As the Cincinnati Bengals prepare for Super Bowl LVI, the Cleveland Browns face tough questions that need answers. The first question is obviously, “Why not us?” Especially when they defeated the Bengals twice this season, the second time with a roster of backups. The Browns were expected to get within arm’s reach of the Super Bowl. Now, a division rival that was never a rival before, is in the exact position that Cleveland had hoped to be in.
Tough Questions Cleveland Browns Must Answer as Cincinnati Bengals Face Super Bowl LVI
Whether it was countless injuries, COVID-19, deeper issues or just plain bad luck for Cleveland, Cincinnati’s unexpected run to the big one leaves the Browns grappling big questions ahead of next season.
Are They Secure at Quarterback?
The security of Baker Mayfield as the franchise quarterback has been a question for too long. Joe Burrow’s performance in leading his team to the Super Bowl by beating Patrick Mahomes – who earlier defeated Josh Allen – brings the question back to the forefront. General manager Andrew Berry, who had seemingly made the right moves, expects Mayfield to remain the team’s quarterback. Just a year ago, everyone felt confident they finally had it set at the position.
Mayfield played the best of his career in the last six games of 2020. But can he sustain that over an entire season? Will pre-injury Mayfield appear again? The Browns will either believe this or consider an upgrade. The latter will be difficult, as it seems unlikely Russell Wilson or Aaron Rodgers would consider Cleveland as a new home.
Are the Browns and Bengals Even Similar Anymore?
Holding Cincinnati up as the standard is odd as the Browns defeated them twice this season. In all honesty, those games made it obvious that in terms of talent outside the quarterback position, they are quite similar.
Cleveland is better at running back, but Joe Mixon is a monster. The Browns pass rushers are better, but Sam Hubbard and Trey Hendrickson are a threat. When healthy, Cleveland’s offensive line is significantly better than Cincinnati’s, who oftentimes leave Burrow at the mercy of opponents. However, Burrow and his other weapons are able to overcome that problem for the most part.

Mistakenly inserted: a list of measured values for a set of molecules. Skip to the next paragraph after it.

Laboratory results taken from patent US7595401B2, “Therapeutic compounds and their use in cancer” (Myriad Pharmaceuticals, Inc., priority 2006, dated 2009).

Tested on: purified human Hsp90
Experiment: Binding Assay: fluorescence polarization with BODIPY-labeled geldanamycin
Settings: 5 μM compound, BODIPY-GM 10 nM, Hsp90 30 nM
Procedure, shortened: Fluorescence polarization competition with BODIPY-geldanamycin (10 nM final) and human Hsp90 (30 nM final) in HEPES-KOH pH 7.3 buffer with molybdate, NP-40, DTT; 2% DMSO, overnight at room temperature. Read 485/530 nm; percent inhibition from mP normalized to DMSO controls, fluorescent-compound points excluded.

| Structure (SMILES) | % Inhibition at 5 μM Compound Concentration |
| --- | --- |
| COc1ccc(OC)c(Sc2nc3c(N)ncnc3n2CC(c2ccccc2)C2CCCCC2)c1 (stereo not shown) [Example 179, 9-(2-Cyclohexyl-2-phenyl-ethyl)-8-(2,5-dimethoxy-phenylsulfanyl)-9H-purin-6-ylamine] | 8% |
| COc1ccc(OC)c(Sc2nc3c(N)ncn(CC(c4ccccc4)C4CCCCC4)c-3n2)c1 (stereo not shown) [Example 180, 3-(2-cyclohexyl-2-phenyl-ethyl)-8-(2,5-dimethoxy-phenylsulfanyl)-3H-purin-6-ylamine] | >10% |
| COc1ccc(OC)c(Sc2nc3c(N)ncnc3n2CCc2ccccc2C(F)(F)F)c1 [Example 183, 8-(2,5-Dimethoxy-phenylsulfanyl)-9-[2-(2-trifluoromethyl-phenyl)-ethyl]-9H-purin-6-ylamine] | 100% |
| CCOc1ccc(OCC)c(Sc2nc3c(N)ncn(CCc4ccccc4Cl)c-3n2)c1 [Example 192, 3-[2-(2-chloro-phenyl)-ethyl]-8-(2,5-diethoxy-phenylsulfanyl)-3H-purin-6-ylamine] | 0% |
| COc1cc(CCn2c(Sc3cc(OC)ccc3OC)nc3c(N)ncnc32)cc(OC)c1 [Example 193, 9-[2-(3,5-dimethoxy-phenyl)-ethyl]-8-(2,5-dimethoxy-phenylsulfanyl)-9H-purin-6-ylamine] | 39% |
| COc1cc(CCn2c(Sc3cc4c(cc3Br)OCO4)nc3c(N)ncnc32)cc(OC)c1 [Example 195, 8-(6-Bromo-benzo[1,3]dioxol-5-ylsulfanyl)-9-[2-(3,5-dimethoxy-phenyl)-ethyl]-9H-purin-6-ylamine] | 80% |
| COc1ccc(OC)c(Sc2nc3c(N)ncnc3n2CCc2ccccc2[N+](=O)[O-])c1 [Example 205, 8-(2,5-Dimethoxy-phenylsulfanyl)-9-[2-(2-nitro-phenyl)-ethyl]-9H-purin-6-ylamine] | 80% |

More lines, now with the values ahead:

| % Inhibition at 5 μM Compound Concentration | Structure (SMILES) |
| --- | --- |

When it comes to the secondary, the Browns have great cornerbacks in Greg Newsome II and Denzel Ward. But the Bengals have highly regarded safeties like Jessie Bates. Offensively, Ja’Marr Chase, Tee Higgins and Tyler Boyd make up one of the league’s best receiver trios. This is where the Browns must improve, and they have their chance through free agency and the Draft.
The biggest frustration stems from the fact that Cincinnati and Cleveland are almost balanced in talent levels. The Bengals took advantage of the opportunities they were gifted. The Browns did not do that in 2020 when Mahomes left their divisional game injured, nor did they in 2021 because they were overcome with injuries.
Can They Get a Decent Kicker?
Cleveland’s kickers, both past and present, have been painfully bad. Time after time, they have missed securing crucial points. Cincinnati is extremely fortunate to have drafted Evan McPherson in the 2021 Draft, making him the only kicker to have been drafted that year. With an 84.8 percentage and becoming the first kicker ever to go 11-of-11 in the playoffs, it really paid off for the Bengals. Cleveland having a weapon at kicker is advantageous – they must figure it out now.
Seeing the weakest-projected team in their division make the Super Bowl hurts Browns fans. But the Browns should learn from this and come back stronger next season.